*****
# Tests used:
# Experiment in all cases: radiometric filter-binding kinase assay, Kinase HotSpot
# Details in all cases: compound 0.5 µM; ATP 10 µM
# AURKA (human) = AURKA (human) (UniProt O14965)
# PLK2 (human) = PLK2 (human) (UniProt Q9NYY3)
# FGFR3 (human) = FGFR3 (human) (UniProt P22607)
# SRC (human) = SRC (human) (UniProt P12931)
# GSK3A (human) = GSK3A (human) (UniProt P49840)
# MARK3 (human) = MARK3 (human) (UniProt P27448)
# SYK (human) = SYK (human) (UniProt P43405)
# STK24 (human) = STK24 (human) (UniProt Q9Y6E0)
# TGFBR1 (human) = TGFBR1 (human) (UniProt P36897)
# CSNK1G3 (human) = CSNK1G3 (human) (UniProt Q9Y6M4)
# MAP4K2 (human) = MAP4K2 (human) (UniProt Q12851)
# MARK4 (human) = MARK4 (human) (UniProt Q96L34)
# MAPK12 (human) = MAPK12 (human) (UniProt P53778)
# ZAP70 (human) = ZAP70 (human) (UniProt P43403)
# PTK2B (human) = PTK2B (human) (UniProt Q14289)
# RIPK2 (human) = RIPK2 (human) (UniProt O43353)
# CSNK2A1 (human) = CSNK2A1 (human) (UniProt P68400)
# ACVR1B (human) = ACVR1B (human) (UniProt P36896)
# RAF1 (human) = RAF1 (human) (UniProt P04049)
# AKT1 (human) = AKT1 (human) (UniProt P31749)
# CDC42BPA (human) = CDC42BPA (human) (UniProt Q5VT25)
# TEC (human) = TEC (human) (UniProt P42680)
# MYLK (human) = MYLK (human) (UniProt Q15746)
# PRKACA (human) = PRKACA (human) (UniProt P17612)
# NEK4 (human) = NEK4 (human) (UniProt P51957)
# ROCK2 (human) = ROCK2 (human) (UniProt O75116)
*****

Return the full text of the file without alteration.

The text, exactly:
# Tests used:
# Experiment in all cases: radiometric filter-binding kinase assay, Kinase HotSpot
# Details in all cases: compound 0.5 µM; ATP 10 µM
# AURKA (human) = AURKA (human) (UniProt O14965)
# PLK2 (human) = PLK2 (human) (UniProt Q9NYY3)
# FGFR3 (human) = FGFR3 (human) (UniProt P22607)
# SRC (human) = SRC (human) (UniProt P12931)
# GSK3A (human) = GSK3A (human) (UniProt P49840)
# MARK3 (human) = MARK3 (human) (UniProt P27448)
# SYK (human) = SYK (human) (UniProt P43405)
# STK24 (human) = STK24 (human) (UniProt Q9Y6E0)
# TGFBR1 (human) = TGFBR1 (human) (UniProt P36897)
# CSNK1G3 (human) = CSNK1G3 (human) (UniProt Q9Y6M4)
# MAP4K2 (human) = MAP4K2 (human) (UniProt Q12851)
# MARK4 (human) = MARK4 (human) (UniProt Q96L34)
# MAPK12 (human) = MAPK12 (human) (UniProt P53778)
# ZAP70 (human) = ZAP70 (human) (UniProt P43403)
# PTK2B (human) = PTK2B (human) (UniProt Q14289)
# RIPK2 (human) = RIPK2 (human) (UniProt O43353)
# CSNK2A1 (human) = CSNK2A1 (human) (UniProt P68400)
# ACVR1B (human) = ACVR1B (human) (UniProt P36896)
# RAF1 (human) = RAF1 (human) (UniProt P04049)
# AKT1 (human) = AKT1 (human) (UniProt P31749)
# CDC42BPA (human) = CDC42BPA (human) (UniProt Q5VT25)
# TEC (human) = TEC (human) (UniProt P42680)
# MYLK (human) = MYLK (human) (UniProt Q15746)
# PRKACA (human) = PRKACA (human) (UniProt P17612)
# NEK4 (human) = NEK4 (human) (UniProt P51957)
# ROCK2 (human) = ROCK2 (human) (UniProt O75116)